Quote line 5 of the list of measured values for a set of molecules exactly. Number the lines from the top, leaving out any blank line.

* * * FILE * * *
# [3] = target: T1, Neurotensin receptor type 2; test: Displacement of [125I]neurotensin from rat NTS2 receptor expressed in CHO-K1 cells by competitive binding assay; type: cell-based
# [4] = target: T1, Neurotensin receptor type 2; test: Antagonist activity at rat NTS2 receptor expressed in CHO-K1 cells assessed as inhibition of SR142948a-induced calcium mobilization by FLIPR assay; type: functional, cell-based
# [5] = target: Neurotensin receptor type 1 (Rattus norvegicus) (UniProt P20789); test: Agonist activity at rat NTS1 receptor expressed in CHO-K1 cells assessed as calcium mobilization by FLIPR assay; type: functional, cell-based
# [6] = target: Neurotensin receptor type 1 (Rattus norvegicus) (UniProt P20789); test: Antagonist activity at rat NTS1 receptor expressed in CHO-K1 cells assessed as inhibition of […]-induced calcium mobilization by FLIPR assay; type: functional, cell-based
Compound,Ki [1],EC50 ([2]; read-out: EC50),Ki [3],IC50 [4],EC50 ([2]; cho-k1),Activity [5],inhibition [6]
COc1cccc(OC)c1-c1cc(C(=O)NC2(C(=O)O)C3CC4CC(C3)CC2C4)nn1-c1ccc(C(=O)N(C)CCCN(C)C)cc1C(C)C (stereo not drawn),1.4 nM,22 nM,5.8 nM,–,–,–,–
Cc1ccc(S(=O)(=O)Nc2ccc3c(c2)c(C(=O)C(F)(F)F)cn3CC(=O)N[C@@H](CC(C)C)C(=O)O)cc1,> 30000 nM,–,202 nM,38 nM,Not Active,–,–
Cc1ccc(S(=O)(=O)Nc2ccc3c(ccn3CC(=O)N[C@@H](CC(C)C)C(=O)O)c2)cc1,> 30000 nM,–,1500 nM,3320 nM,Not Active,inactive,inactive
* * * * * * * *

Compound,Ki [1],EC50 ([2]; read-out: EC50),Ki [3],IC50 [4],EC50 ([2]; cho-k1),Activity [5],inhibition [6]